A city based on tourism, military installations, agriculture, and home to the first landing of Jamestown colonists, Virginia Beach boasts 28 miles of coastline along the Chesapeake Bay and Atlantic Ocean. Comparable to other beaches worldwide, the utter volume of visitors has taken its toll on the city, resulting in unsightly destruction and pollution. It is not unusual to read or hear about marine animals dying from eating or being trapped by waste that is deposited into oceans, or how oil spills are harmful to marine mammals, birds, and fish; yet somehow, it is uncommon to come upon the mentioning of butt litter, the most frequently littered item on Earth. Cigarette butts are strewn about the Virginia Beach boardwalk, resort strip, and the beach. In 2014, Clean Virginia Waterways collected more than 47,600 butts along streams, rivers, bays, and coastlines (CVW, 2015). With no smoking restrictions on the beach (or boardwalk,) tourists and local beachgoers alike frequently discard their butts on the sand and face no known consequences. Small but mighty, both smoked and unsmoked butts have severe impacts on waterways, economies, air quality, and public health. An economic analysis found that cities the size of San Francisco spend, on average, between $500,000 and $6 million annually to keep their beaches, streets, and parks clear of cigarette litter (Schneider et al., 2011).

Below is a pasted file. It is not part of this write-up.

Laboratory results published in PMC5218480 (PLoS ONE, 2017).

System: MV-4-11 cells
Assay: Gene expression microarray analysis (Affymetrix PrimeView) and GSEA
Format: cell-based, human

This paper examines strategies to:
1. Drastically reduce butt litter within the city - Disposable/pocket ashtrays, additional butt/ash receptacles. 2. Increase community awareness on the economic impacts of litter - Organized cleanups, advertisements /marketing, partnerships with local NGOs.
3. Enhance citations and alternative penalties for those who discard their butts on the sand.
Additionally, this paper aims to discuss the potential implementation of a beach-wide smoking ban.
Included in this item (2)